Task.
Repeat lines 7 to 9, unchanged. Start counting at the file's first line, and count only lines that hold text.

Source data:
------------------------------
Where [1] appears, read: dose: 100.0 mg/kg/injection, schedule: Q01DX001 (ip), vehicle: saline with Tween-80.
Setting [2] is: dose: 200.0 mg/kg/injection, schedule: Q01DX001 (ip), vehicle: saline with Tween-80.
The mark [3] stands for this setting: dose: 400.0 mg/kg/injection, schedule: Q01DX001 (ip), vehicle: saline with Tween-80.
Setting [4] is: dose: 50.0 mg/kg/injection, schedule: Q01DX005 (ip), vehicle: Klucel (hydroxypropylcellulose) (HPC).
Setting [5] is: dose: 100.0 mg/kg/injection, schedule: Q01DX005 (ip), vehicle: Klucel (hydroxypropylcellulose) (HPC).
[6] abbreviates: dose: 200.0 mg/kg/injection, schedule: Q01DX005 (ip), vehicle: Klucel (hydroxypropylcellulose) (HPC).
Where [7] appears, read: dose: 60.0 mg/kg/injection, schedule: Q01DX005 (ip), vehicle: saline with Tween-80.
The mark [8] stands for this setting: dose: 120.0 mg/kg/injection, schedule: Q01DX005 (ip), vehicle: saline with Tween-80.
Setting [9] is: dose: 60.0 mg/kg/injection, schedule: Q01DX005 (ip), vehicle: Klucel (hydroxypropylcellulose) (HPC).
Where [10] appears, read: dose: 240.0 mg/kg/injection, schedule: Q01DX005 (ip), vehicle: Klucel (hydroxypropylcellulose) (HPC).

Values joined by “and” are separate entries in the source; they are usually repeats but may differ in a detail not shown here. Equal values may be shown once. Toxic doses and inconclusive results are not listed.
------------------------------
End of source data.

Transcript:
Where [7] appears, read: dose: 60.0 mg/kg/injection, schedule: Q01DX005 (ip), vehicle: saline with Tween-80.
The mark [8] stands for this setting: dose: 120.0 mg/kg/injection, schedule: Q01DX005 (ip), vehicle: saline with Tween-80.
Setting [9] is: dose: 60.0 mg/kg/injection, schedule: Q01DX005 (ip), vehicle: Klucel (hydroxypropylcellulose) (HPC).